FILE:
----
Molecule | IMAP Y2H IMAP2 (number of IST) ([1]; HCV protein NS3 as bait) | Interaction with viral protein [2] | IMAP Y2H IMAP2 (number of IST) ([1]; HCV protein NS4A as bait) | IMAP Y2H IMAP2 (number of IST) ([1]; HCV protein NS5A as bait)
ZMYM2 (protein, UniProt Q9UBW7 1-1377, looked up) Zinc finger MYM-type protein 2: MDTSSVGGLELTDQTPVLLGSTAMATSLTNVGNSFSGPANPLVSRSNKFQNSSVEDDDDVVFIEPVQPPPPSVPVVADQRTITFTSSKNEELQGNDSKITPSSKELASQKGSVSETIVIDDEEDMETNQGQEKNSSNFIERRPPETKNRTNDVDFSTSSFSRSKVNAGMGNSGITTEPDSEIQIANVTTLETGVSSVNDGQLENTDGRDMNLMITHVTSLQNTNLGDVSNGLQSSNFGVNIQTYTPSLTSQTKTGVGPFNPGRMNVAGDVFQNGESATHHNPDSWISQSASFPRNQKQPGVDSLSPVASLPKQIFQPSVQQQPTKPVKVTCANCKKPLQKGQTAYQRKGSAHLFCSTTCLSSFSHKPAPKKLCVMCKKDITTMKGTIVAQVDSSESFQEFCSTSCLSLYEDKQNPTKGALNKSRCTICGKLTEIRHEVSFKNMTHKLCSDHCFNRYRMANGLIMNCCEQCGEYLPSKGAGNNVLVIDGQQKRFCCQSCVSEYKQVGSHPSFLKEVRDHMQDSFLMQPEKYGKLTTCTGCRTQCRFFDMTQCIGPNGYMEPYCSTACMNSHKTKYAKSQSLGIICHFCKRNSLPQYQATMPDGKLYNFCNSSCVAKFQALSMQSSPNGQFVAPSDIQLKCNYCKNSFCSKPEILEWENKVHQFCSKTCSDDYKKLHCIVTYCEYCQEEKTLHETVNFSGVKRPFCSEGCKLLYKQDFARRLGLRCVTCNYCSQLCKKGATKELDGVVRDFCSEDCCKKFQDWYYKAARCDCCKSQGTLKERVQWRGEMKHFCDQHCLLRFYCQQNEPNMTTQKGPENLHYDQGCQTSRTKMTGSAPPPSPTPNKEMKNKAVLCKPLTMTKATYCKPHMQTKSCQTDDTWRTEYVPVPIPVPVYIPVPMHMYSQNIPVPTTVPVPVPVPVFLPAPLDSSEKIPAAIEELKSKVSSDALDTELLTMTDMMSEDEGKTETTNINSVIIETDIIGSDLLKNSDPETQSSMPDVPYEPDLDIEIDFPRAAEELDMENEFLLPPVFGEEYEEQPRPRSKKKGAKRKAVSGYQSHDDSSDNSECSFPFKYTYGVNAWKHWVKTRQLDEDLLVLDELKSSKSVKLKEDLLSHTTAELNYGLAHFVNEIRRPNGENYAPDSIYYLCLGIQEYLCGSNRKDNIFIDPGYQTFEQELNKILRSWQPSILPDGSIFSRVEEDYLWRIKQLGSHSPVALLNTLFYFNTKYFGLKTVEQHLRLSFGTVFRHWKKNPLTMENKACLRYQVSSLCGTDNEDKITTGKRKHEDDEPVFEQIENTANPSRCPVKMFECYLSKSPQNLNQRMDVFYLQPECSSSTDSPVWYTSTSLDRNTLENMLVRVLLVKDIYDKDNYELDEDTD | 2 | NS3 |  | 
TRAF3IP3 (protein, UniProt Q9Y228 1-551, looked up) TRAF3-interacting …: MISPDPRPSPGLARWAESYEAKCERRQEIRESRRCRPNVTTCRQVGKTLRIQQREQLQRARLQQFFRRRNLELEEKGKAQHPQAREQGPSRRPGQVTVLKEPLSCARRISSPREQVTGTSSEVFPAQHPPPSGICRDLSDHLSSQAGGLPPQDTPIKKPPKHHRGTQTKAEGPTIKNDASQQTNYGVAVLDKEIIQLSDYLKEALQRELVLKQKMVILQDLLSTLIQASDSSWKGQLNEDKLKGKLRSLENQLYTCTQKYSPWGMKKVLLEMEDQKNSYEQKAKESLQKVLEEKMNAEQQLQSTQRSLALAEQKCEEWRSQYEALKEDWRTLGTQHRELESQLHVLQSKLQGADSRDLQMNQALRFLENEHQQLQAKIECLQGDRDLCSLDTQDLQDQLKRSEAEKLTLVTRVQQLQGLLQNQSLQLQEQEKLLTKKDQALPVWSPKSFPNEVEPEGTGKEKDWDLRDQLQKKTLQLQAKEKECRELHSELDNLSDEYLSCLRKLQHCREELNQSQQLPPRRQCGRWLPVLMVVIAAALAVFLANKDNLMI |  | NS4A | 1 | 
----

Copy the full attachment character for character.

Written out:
Molecule | IMAP Y2H IMAP2 (number of IST) ([1]; HCV protein NS3 as bait) | Interaction with viral protein [2] | IMAP Y2H IMAP2 (number of IST) ([1]; HCV protein NS4A as bait) | IMAP Y2H IMAP2 (number of IST) ([1]; HCV protein NS5A as bait)
ZMYM2 (protein, UniProt Q9UBW7 1-1377, looked up) Zinc finger MYM-type protein 2: MDTSSVGGLELTDQTPVLLGSTAMATSLTNVGNSFSGPANPLVSRSNKFQNSSVEDDDDVVFIEPVQPPPPSVPVVADQRTITFTSSKNEELQGNDSKITPSSKELASQKGSVSETIVIDDEEDMETNQGQEKNSSNFIERRPPETKNRTNDVDFSTSSFSRSKVNAGMGNSGITTEPDSEIQIANVTTLETGVSSVNDGQLENTDGRDMNLMITHVTSLQNTNLGDVSNGLQSSNFGVNIQTYTPSLTSQTKTGVGPFNPGRMNVAGDVFQNGESATHHNPDSWISQSASFPRNQKQPGVDSLSPVASLPKQIFQPSVQQQPTKPVKVTCANCKKPLQKGQTAYQRKGSAHLFCSTTCLSSFSHKPAPKKLCVMCKKDITTMKGTIVAQVDSSESFQEFCSTSCLSLYEDKQNPTKGALNKSRCTICGKLTEIRHEVSFKNMTHKLCSDHCFNRYRMANGLIMNCCEQCGEYLPSKGAGNNVLVIDGQQKRFCCQSCVSEYKQVGSHPSFLKEVRDHMQDSFLMQPEKYGKLTTCTGCRTQCRFFDMTQCIGPNGYMEPYCSTACMNSHKTKYAKSQSLGIICHFCKRNSLPQYQATMPDGKLYNFCNSSCVAKFQALSMQSSPNGQFVAPSDIQLKCNYCKNSFCSKPEILEWENKVHQFCSKTCSDDYKKLHCIVTYCEYCQEEKTLHETVNFSGVKRPFCSEGCKLLYKQDFARRLGLRCVTCNYCSQLCKKGATKELDGVVRDFCSEDCCKKFQDWYYKAARCDCCKSQGTLKERVQWRGEMKHFCDQHCLLRFYCQQNEPNMTTQKGPENLHYDQGCQTSRTKMTGSAPPPSPTPNKEMKNKAVLCKPLTMTKATYCKPHMQTKSCQTDDTWRTEYVPVPIPVPVYIPVPMHMYSQNIPVPTTVPVPVPVPVFLPAPLDSSEKIPAAIEELKSKVSSDALDTELLTMTDMMSEDEGKTETTNINSVIIETDIIGSDLLKNSDPETQSSMPDVPYEPDLDIEIDFPRAAEELDMENEFLLPPVFGEEYEEQPRPRSKKKGAKRKAVSGYQSHDDSSDNSECSFPFKYTYGVNAWKHWVKTRQLDEDLLVLDELKSSKSVKLKEDLLSHTTAELNYGLAHFVNEIRRPNGENYAPDSIYYLCLGIQEYLCGSNRKDNIFIDPGYQTFEQELNKILRSWQPSILPDGSIFSRVEEDYLWRIKQLGSHSPVALLNTLFYFNTKYFGLKTVEQHLRLSFGTVFRHWKKNPLTMENKACLRYQVSSLCGTDNEDKITTGKRKHEDDEPVFEQIENTANPSRCPVKMFECYLSKSPQNLNQRMDVFYLQPECSSSTDSPVWYTSTSLDRNTLENMLVRVLLVKDIYDKDNYELDEDTD | 2 | NS3 |  | 
TRAF3IP3 (protein, UniProt Q9Y228 1-551, looked up) TRAF3-interacting …: MISPDPRPSPGLARWAESYEAKCERRQEIRESRRCRPNVTTCRQVGKTLRIQQREQLQRARLQQFFRRRNLELEEKGKAQHPQAREQGPSRRPGQVTVLKEPLSCARRISSPREQVTGTSSEVFPAQHPPPSGICRDLSDHLSSQAGGLPPQDTPIKKPPKHHRGTQTKAEGPTIKNDASQQTNYGVAVLDKEIIQLSDYLKEALQRELVLKQKMVILQDLLSTLIQASDSSWKGQLNEDKLKGKLRSLENQLYTCTQKYSPWGMKKVLLEMEDQKNSYEQKAKESLQKVLEEKMNAEQQLQSTQRSLALAEQKCEEWRSQYEALKEDWRTLGTQHRELESQLHVLQSKLQGADSRDLQMNQALRFLENEHQQLQAKIECLQGDRDLCSLDTQDLQDQLKRSEAEKLTLVTRVQQLQGLLQNQSLQLQEQEKLLTKKDQALPVWSPKSFPNEVEPEGTGKEKDWDLRDQLQKKTLQLQAKEKECRELHSELDNLSDEYLSCLRKLQHCREELNQSQQLPPRRQCGRWLPVLMVVIAAALAVFLANKDNLMI |  | NS4A | 1 | 